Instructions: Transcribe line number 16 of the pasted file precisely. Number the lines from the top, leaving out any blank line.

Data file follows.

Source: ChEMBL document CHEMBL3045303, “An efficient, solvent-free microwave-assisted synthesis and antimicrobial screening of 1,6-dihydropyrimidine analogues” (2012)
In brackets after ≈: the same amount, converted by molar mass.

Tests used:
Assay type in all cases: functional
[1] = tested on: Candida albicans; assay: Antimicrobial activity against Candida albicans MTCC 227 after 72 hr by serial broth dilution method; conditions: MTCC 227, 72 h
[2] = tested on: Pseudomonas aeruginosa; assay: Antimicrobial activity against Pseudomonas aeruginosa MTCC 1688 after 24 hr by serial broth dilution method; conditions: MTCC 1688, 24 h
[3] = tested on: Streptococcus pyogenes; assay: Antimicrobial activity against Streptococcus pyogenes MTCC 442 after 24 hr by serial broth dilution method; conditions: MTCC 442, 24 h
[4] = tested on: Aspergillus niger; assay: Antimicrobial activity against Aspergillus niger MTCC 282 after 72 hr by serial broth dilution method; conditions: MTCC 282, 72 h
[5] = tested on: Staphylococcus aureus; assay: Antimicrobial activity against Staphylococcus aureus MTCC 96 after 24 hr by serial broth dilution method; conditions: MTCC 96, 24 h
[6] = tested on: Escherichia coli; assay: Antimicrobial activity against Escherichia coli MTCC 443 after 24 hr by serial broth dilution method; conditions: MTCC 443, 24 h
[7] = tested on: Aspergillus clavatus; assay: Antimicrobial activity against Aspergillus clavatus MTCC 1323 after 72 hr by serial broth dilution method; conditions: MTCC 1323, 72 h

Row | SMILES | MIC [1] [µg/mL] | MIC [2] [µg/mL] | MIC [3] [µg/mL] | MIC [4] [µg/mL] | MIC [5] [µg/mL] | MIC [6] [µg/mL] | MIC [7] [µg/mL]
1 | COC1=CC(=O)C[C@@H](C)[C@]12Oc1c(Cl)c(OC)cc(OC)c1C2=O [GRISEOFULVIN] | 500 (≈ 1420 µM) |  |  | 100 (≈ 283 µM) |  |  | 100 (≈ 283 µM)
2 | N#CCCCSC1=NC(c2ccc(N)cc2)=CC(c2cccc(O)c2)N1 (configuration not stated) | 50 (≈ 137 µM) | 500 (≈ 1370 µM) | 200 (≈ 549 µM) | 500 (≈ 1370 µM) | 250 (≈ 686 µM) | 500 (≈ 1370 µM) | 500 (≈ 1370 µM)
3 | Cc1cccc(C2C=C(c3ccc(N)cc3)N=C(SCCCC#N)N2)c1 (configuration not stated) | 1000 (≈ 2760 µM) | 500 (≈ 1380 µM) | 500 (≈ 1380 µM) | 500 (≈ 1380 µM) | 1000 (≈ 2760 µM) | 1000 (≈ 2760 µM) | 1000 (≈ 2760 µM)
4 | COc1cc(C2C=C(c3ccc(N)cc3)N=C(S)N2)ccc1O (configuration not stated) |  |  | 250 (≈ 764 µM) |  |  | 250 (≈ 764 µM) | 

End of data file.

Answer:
4 | COc1cc(C2C=C(c3ccc(N)cc3)N=C(S)N2)ccc1O (configuration not stated) |  |  | 250 (≈ 764 µM) |  |  | 250 (≈ 764 µM) | 